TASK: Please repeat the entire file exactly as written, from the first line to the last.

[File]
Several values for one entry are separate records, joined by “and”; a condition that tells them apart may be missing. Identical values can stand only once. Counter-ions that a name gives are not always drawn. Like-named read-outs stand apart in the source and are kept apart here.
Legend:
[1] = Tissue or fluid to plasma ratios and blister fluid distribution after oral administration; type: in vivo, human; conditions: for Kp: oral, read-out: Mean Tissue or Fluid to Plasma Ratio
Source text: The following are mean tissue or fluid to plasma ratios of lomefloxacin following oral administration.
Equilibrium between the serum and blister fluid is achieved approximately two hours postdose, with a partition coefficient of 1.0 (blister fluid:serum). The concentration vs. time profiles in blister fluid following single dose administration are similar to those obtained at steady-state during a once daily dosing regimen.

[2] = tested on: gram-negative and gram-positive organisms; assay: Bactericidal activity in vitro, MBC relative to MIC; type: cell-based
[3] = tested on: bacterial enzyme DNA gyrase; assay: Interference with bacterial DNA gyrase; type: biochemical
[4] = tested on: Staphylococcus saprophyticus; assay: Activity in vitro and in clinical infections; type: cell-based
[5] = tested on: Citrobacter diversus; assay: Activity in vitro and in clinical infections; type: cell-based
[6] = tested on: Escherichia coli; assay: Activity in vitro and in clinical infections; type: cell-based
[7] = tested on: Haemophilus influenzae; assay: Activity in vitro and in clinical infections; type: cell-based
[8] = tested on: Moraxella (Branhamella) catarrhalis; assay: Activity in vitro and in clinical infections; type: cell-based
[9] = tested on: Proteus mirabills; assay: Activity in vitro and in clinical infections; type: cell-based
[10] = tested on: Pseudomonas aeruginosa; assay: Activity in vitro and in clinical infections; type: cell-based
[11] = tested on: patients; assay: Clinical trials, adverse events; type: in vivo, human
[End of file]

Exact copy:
Several values for one entry are separate records, joined by “and”; a condition that tells them apart may be missing. Identical values can stand only once. Counter-ions that a name gives are not always drawn. Like-named read-outs stand apart in the source and are kept apart here.
Legend:
[1] = Tissue or fluid to plasma ratios and blister fluid distribution after oral administration; type: in vivo, human; conditions: for Kp: oral, read-out: Mean Tissue or Fluid to Plasma Ratio
Source text: The following are mean tissue or fluid to plasma ratios of lomefloxacin following oral administration.
Equilibrium between the serum and blister fluid is achieved approximately two hours postdose, with a partition coefficient of 1.0 (blister fluid:serum). The concentration vs. time profiles in blister fluid following single dose administration are similar to those obtained at steady-state during a once daily dosing regimen.

[2] = tested on: gram-negative and gram-positive organisms; assay: Bactericidal activity in vitro, MBC relative to MIC; type: cell-based
[3] = tested on: bacterial enzyme DNA gyrase; assay: Interference with bacterial DNA gyrase; type: biochemical
[4] = tested on: Staphylococcus saprophyticus; assay: Activity in vitro and in clinical infections; type: cell-based
[5] = tested on: Citrobacter diversus; assay: Activity in vitro and in clinical infections; type: cell-based
[6] = tested on: Escherichia coli; assay: Activity in vitro and in clinical infections; type: cell-based
[7] = tested on: Haemophilus influenzae; assay: Activity in vitro and in clinical infections; type: cell-based
[8] = tested on: Moraxella (Branhamella) catarrhalis; assay: Activity in vitro and in clinical infections; type: cell-based
[9] = tested on: Proteus mirabills; assay: Activity in vitro and in clinical infections; type: cell-based
[10] = tested on: Pseudomonas aeruginosa; assay: Activity in vitro and in clinical infections; type: cell-based
[11] = tested on: patients; assay: Clinical trials, adverse events; type: in vivo, human